By: Patti Dean, LCSW
“Intention is one of the most powerful forces there is. What you mean when you do a thing will always determine the outcome.” – Brenna Yovanoff, The Replacement
The last weeks of December are typically a time to pause and look back at the year that is ending. It is also a time when we look ahead to the new year and resolve to make changes in our lives. Studies show that 80 percent of the New Year’s resolutions we
make will fail within the first six weeks of the year. With that failure rate doesn’t it make
sense to try a different approach for 2020?
Begin the process of setting intentions for the new year by engaging in self-reflection. Self-reflection, with the desired outcome of manifesting change, involves exploring the emotional themes and actions of the last 12 months. Taking a deep dive into your
motivations and feelings can foster a more comprehensive understanding of what has taken place in your life and offer insights that, heretofore, were absent from your conscious thoughts.
There is a difference between intentions and goals. Intentions are rooted in the principles and values that are most meaningful to you. An intention comes from your heart. It is the way you want to live and how you want to be seen in the world. Intentions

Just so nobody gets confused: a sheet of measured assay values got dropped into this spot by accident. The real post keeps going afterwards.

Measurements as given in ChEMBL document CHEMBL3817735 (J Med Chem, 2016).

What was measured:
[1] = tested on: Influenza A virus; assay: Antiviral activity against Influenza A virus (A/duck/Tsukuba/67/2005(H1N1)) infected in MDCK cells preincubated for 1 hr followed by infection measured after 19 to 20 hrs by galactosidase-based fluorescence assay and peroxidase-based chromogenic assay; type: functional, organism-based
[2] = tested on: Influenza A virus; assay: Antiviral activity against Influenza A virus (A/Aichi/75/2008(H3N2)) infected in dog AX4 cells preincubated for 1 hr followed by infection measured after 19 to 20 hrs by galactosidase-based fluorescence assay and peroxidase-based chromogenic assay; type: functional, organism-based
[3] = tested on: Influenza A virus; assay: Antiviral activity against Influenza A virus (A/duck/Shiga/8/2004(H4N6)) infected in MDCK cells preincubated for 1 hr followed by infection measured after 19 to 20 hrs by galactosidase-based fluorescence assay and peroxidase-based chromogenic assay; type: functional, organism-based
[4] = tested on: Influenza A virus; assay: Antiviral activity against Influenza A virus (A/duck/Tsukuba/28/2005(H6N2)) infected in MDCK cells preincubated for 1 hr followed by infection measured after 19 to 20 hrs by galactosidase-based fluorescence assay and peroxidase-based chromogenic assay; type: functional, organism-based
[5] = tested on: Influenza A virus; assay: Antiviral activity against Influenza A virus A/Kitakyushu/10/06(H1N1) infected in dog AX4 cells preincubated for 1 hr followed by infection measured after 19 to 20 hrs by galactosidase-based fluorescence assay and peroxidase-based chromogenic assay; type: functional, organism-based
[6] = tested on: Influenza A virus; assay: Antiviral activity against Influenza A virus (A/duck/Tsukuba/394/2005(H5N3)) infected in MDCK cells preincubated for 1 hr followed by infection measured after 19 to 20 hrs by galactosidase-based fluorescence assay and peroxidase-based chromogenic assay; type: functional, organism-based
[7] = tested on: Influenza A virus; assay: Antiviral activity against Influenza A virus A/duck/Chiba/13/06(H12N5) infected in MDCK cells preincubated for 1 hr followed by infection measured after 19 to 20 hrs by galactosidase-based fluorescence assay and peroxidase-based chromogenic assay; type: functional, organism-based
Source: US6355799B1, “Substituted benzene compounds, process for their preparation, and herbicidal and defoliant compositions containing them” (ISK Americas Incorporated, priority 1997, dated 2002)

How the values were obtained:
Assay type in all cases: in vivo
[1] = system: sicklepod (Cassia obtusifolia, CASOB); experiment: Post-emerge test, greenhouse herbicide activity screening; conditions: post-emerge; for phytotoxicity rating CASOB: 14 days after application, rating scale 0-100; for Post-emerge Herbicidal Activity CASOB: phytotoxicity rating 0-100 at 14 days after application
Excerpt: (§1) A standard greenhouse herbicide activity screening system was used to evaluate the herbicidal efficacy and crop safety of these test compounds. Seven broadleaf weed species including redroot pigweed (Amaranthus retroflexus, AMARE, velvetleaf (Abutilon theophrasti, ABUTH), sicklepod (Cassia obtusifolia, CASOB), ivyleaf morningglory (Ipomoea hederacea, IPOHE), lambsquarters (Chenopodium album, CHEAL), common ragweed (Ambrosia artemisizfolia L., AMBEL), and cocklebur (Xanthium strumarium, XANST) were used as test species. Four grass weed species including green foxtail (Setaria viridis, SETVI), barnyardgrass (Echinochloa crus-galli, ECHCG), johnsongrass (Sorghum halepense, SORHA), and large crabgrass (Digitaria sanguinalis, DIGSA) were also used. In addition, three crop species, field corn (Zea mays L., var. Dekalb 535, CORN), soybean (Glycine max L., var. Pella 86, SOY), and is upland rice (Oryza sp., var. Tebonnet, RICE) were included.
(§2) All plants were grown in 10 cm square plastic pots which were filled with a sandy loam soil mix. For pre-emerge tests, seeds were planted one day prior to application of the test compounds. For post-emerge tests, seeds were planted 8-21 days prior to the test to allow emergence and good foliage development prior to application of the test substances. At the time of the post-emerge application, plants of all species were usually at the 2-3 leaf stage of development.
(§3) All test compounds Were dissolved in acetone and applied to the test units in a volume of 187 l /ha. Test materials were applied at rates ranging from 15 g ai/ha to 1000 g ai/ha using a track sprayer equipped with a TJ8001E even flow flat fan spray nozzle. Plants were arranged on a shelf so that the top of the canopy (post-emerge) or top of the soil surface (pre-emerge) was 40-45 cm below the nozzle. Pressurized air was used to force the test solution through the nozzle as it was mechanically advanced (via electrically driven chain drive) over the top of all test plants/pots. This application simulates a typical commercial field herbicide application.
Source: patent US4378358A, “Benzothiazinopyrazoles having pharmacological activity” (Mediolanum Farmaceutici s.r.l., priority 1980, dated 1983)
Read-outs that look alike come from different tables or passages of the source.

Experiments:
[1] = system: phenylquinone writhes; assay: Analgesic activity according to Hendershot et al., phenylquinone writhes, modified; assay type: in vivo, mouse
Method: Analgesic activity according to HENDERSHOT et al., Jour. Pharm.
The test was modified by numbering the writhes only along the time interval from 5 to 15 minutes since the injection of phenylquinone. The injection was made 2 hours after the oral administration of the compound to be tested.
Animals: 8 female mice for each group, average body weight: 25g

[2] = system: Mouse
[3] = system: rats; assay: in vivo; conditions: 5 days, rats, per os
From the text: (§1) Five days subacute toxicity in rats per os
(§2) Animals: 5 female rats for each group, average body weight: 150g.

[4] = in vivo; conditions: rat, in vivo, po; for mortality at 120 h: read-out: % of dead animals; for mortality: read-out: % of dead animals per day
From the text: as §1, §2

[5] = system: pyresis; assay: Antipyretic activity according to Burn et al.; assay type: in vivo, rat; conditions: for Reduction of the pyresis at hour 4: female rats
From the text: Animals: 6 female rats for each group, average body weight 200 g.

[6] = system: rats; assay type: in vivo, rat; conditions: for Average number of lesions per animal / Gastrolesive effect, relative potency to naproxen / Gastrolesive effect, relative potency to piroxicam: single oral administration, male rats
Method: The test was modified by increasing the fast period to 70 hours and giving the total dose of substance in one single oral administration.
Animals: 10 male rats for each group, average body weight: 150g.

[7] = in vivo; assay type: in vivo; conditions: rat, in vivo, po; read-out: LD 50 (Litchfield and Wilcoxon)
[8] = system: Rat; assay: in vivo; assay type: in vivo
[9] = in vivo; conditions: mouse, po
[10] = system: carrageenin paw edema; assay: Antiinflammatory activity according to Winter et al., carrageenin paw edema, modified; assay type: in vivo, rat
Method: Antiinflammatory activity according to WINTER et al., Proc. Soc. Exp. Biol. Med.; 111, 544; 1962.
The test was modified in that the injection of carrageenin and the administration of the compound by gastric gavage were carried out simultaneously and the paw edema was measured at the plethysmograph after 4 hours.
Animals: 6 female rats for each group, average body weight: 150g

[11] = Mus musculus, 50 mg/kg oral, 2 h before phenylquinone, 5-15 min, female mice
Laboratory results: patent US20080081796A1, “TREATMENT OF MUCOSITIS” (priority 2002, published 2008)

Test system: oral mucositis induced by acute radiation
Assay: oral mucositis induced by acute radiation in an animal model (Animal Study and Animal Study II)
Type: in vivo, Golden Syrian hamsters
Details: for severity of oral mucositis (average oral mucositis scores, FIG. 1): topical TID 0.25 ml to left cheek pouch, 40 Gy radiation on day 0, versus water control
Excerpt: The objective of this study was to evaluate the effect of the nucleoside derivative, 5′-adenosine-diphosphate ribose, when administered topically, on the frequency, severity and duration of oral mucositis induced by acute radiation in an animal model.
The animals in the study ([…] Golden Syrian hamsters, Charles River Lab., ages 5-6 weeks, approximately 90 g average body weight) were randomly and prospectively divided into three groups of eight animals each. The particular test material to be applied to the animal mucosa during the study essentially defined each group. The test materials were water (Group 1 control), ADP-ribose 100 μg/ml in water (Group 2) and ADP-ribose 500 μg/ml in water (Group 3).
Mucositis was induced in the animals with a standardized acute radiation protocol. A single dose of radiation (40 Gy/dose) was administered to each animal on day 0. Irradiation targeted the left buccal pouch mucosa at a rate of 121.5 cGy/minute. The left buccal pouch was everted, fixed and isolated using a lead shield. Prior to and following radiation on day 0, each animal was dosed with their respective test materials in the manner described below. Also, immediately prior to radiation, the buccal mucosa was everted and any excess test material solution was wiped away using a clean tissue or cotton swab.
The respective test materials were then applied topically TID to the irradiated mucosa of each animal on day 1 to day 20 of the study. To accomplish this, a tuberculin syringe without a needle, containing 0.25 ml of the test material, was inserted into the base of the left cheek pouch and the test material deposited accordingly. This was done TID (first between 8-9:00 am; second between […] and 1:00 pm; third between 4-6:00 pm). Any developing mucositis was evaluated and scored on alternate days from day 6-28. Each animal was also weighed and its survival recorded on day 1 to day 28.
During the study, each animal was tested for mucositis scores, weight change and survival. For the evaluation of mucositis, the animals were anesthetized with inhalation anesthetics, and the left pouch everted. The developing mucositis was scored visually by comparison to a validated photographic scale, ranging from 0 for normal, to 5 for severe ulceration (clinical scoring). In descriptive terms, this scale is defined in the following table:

succeed because you are deeply connected to them. Goals are manifestations of intentions. They provide the impetus for setting objectives so there is a tangible way to measure progress. For example, if your intention is to be more mindful in the new year
(because you recognize the value of being present) a goal could be to practice meditation. The objective for that goal might be taking a class where you learn how to meditate.
As you move into the reflective process focus on what you are grateful for. Ask what you liked about yourself and what you want to bring forward with you into the new year. Look at your successes and see where you might have stumbled. Finally, look at what
you want to leave behind. The questions you ask yourself are a road map for reflection. Use those questions to evoke emotions and memories. Try to find the emotional theme that is woven through those memories. Look at what has been metacommunicated to you and wonder at how you’ve internalized those messages. Identify what was important to you. In doing this you may realize that you will have to let go of thoughts, emotions, and actions that no longer serve you. Letting go makes space for intentions and plans for the new year. At the end of your reflective process you can set the goals and objectives for your intentions. This is meant to be a kind and gentle process. All too often we are our harshest critics. Don’t chastise yourself for the mistakes you believe you have made. Practice letting go and looking forward.
Here’s to a happy and healthy new year!